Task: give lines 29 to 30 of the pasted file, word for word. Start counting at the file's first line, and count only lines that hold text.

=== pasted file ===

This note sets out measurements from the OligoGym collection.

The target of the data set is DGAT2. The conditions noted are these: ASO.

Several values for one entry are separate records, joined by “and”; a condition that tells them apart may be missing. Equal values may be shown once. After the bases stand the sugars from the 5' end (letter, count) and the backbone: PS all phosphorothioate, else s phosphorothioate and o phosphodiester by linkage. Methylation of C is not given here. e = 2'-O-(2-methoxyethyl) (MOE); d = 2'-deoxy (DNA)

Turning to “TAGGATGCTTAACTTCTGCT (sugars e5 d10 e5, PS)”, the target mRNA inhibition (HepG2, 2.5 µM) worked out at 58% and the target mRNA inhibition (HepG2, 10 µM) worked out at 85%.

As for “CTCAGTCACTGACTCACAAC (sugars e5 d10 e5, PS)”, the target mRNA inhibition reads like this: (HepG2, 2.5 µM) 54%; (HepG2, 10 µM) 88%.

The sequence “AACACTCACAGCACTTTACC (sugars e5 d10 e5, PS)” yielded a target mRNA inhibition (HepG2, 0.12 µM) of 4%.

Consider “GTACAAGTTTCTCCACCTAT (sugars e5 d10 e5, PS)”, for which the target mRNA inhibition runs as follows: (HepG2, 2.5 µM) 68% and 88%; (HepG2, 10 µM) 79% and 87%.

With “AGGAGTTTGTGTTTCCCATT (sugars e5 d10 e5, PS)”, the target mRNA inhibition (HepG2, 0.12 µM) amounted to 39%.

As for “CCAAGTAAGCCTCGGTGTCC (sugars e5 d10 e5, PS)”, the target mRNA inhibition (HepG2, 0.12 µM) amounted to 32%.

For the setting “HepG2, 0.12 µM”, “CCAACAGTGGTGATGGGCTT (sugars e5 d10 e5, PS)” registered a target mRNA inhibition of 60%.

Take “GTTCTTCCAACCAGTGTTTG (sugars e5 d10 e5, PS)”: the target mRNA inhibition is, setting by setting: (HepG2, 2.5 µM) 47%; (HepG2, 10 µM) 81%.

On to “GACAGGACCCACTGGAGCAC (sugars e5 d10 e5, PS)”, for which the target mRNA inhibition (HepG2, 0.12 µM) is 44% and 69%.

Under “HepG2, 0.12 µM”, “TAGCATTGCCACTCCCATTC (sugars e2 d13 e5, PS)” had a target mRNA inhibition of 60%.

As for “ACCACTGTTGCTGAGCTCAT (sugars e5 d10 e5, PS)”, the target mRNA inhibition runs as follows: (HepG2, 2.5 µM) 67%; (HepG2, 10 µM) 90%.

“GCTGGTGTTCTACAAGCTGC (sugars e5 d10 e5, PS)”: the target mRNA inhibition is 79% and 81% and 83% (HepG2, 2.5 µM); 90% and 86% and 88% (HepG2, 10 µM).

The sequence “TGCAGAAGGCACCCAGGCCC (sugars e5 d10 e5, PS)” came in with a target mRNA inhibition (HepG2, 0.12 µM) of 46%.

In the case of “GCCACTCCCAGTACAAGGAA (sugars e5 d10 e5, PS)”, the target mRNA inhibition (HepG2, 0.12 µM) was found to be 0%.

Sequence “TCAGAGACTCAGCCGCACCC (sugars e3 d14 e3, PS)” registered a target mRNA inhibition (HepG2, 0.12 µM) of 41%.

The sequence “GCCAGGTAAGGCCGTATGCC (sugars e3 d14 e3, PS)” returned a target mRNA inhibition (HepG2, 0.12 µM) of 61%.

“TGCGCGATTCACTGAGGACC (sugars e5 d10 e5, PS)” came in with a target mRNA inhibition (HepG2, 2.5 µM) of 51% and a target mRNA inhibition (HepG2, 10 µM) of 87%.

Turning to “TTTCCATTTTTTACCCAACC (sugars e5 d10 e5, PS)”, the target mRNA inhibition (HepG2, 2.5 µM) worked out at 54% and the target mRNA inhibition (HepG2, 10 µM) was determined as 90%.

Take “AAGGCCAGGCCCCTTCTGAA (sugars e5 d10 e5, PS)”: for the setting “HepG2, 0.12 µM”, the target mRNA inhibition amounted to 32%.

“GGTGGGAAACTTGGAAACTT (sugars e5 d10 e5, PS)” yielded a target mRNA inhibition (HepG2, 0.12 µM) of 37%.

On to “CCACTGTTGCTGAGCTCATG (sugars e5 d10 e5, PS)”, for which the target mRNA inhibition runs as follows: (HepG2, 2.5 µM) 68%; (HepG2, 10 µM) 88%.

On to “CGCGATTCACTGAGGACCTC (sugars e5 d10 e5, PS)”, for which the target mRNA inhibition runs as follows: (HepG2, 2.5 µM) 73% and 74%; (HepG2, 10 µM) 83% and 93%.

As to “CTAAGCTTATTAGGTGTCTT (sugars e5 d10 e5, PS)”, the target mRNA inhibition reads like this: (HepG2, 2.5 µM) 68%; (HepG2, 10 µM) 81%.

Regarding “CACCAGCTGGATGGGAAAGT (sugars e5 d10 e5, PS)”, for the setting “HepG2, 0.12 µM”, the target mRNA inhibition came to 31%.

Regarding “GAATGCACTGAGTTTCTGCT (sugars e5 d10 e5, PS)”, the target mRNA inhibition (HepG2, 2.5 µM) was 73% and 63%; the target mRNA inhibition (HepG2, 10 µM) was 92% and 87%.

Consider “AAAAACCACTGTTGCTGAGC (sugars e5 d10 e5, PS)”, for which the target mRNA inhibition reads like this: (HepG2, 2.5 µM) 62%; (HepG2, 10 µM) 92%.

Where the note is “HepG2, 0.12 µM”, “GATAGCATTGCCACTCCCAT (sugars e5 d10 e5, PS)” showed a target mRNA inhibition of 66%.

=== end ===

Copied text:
Consider “AAAAACCACTGTTGCTGAGC (sugars e5 d10 e5, PS)”, for which the target mRNA inhibition reads like this: (HepG2, 2.5 µM) 62%; (HepG2, 10 µM) 92%.

Where the note is “HepG2, 0.12 µM”, “GATAGCATTGCCACTCCCAT (sugars e5 d10 e5, PS)” showed a target mRNA inhibition of 66%.